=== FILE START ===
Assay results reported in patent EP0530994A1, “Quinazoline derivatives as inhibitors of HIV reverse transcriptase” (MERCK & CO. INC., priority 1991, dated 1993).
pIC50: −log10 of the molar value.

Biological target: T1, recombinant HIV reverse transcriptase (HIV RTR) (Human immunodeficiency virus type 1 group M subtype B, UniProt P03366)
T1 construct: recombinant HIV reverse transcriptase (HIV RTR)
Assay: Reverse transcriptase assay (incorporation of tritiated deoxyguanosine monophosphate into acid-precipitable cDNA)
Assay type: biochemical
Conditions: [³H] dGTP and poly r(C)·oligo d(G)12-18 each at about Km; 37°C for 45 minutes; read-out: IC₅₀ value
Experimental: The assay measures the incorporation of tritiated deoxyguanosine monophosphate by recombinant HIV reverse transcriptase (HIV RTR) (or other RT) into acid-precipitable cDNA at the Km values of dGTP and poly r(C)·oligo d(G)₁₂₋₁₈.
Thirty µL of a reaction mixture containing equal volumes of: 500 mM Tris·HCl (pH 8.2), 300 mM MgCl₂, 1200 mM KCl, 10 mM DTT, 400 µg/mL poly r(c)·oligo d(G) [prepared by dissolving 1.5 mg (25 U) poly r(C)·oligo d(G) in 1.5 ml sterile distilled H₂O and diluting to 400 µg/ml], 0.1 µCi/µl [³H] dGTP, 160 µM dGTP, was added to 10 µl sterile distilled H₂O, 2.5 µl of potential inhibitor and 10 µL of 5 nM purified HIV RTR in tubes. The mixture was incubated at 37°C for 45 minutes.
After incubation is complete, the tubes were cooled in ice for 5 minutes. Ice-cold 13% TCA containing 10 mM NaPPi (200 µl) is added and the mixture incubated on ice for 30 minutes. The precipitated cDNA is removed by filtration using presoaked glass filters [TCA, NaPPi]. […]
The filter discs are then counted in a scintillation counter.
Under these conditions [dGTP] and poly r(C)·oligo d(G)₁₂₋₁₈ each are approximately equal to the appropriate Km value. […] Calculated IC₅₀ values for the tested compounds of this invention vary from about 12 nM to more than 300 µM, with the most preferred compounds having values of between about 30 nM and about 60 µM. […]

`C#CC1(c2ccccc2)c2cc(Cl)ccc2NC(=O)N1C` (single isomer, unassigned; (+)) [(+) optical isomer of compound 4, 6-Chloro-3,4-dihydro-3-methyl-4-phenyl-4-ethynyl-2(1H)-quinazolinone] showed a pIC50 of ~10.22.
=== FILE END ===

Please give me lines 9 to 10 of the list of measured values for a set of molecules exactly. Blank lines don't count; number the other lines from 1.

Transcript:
Thirty µL of a reaction mixture containing equal volumes of: 500 mM Tris·HCl (pH 8.2), 300 mM MgCl₂, 1200 mM KCl, 10 mM DTT, 400 µg/mL poly r(c)·oligo d(G) [prepared by dissolving 1.5 mg (25 U) poly r(C)·oligo d(G) in 1.5 ml sterile distilled H₂O and diluting to 400 µg/ml], 0.1 µCi/µl [³H] dGTP, 160 µM dGTP, was added to 10 µl sterile distilled H₂O, 2.5 µl of potential inhibitor and 10 µL of 5 nM purified HIV RTR in tubes. The mixture was incubated at 37°C for 45 minutes.
After incubation is complete, the tubes were cooled in ice for 5 minutes. Ice-cold 13% TCA containing 10 mM NaPPi (200 µl) is added and the mixture incubated on ice for 30 minutes. The precipitated cDNA is removed by filtration using presoaked glass filters [TCA, NaPPi]. […]